When David Simon announced a year ago that Simon Property Group Inc. was spinning off its strip centers and smaller malls into a new company, he promised that the resulting business would pursue a flurry of deal-making.
“The fact of the matter is, there have been a number of opportunities that the team has wanted to pursue that we put at the bottom of the list because we were focused on outlet growth or major redevelopment,” Simon Property Group’s CEO said at the time.
Turns out he wasn’t kidding. A new filing with the Securities and Exchange Commission shows that David Simon and top brass of the new company, Washington Prime Group, began plotting a multibillion-dollar deal just five days after Washington began trading as a public company on May 28.
That push culminated in the mid-September announcement that Washington Prime was buying Columbus, Ohio-based Glimcher Realty Trust for $2 billion. Meanwhile, to make the deal affordable, Washington Prime said it would cast off two of Glimcher’s swankiest malls to Simon for $1.1 billion.
A blow-by-blow account of those negotiations, detailed in the SEC filing, shows that David Simon—who has used a string of aggressive, multibillion-dollar deals to build Simon into the world’s largest real estate company—made the initial overture to Glimcher CEO Michael Glimcher during a private lunch in mid-June.
Michael Glimcher said no thanks, and that his company wasn’t pursuing a sale. But Simon pressed on, requesting during a July phone call with Glimcher the opportunity to speak with its outside financial adviser, GreenOak Real Estate.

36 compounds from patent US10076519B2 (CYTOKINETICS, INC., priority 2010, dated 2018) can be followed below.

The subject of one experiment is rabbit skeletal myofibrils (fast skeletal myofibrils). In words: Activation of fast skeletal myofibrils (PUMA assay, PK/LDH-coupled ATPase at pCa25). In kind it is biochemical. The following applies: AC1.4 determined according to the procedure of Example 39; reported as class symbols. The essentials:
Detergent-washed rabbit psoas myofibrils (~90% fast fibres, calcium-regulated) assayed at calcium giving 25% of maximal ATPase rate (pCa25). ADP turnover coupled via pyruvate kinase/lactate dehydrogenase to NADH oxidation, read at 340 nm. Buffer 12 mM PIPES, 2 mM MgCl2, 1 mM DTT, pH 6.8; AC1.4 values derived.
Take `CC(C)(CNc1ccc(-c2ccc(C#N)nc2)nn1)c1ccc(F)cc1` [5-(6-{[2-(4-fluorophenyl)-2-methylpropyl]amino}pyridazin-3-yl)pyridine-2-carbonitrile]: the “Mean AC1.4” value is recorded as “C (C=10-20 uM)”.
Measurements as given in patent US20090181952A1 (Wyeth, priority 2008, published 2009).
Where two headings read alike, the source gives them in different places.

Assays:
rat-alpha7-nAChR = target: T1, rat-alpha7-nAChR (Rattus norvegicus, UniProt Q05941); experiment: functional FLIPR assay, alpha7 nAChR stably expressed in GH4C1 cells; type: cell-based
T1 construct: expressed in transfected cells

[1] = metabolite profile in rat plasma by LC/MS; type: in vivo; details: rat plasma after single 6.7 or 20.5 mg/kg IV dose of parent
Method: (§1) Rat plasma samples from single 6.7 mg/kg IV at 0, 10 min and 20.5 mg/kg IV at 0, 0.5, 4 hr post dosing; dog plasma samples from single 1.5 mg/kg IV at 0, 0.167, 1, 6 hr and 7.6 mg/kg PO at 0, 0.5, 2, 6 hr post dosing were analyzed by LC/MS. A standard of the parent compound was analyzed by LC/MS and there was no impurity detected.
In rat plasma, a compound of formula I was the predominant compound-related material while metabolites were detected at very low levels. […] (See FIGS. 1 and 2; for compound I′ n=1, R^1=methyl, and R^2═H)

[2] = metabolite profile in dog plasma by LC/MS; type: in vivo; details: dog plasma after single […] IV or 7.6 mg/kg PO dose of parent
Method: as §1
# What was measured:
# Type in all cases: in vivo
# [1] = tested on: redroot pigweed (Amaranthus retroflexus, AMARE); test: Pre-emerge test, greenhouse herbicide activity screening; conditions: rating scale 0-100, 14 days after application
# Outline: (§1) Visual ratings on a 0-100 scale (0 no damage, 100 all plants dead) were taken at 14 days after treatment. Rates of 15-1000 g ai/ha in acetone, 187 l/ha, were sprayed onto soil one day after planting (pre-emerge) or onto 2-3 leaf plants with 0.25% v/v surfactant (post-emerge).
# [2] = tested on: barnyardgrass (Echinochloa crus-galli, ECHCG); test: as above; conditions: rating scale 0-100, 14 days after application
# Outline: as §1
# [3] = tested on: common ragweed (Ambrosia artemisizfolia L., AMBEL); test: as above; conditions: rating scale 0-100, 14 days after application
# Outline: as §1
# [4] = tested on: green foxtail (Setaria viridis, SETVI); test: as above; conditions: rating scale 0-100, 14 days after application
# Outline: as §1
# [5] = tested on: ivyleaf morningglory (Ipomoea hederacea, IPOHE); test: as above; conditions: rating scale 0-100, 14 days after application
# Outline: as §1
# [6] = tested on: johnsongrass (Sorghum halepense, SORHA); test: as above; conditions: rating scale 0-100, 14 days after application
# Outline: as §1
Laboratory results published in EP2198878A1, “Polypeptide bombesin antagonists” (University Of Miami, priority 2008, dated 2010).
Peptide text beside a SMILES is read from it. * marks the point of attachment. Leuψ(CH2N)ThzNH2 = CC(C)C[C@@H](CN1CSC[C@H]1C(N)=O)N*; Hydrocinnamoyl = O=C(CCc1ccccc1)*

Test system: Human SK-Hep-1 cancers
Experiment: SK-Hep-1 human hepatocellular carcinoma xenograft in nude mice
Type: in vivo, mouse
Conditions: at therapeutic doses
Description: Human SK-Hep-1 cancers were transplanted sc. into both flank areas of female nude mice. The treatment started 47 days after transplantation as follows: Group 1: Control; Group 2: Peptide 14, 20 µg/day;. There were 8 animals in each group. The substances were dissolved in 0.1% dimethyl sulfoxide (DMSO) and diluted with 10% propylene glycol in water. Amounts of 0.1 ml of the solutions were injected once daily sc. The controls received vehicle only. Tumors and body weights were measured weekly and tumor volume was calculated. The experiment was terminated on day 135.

Glimcher consulted with his lead independent director, Howard Gross, who gave the green light for Simon to meet with GreenOak.
The door was beginning to crack open. A GreenOak representative told Simon brass at a late July meeting that, although “Glimcher was not pursuing a sale of the company … if there were an offer to acquire the company at a substantial premium, he would expect the Glimcher board to consider it.”
Washington Prime in late August dangled $13.75 a share, a 24-percent premium to where Glimcher was trading. After getting rebuffed, Washington bumped the offer to $14 and then $14.15.
Washington Prime CEO Mark Ordan delivered the $14.15 offer with a not-so-subtle threat, telling Glimcher that if it would not move forward with a deal, his company was prepared to go public with its offer and make it directly to Glimcher shareholders. Such a move would have put Glimcher executives in the awkward position of having to explain to shareholders why they were casting aside such a rich offer.
Such hardball tactics ultimately proved unnecessary. In early September, after Michael Glimcher told Ordan “he was unable to support a transaction at $14.15 a share and asked for the consideration to be increased to $14.25,” the two men settled on $14.20.
In announcing the deal, Ordan was effusive.
“We went public just three months ago, expecting to utilize our strong platform, relationship with Simon, cash flow and investment-grade balance sheet to grow,” he said. “This transaction with Glimcher checks every box, very early in our company’s trajectory.”
Simon ties fade
When Simon announced the spinoff plan a year ago, company officials said the new company would be headquartered here. But after officials lured Ordan, a longtime D.C.-area executive, into the top job, it ended up making Bethesda, Maryland, its home base.
The firm is small, with only about 40 workers—largely because it has an agreement with Simon to provide a variety of its support services, including accounting, IT and property management, for up to two years.
But those services will end after the Glimcher deal closes in the first quarter. The merged company, to be known as WP Glimcher, will be headquartered in Columbus and use Glimcher’s business platform. Ordan will be executive chairman, while Michael Glimcher will be CEO.
The Simon connection won’t be entirely severed. David Simon and Simon Property President Richard Sokolov, who had been Washington Prime’s chairman, will be on WP Glimcher’s board, as will Robert Laikin, a Washington Prime board member who was CEO of Indianapolis-based cell phone distributor Brightpoint Inc. before its sale two years ago.•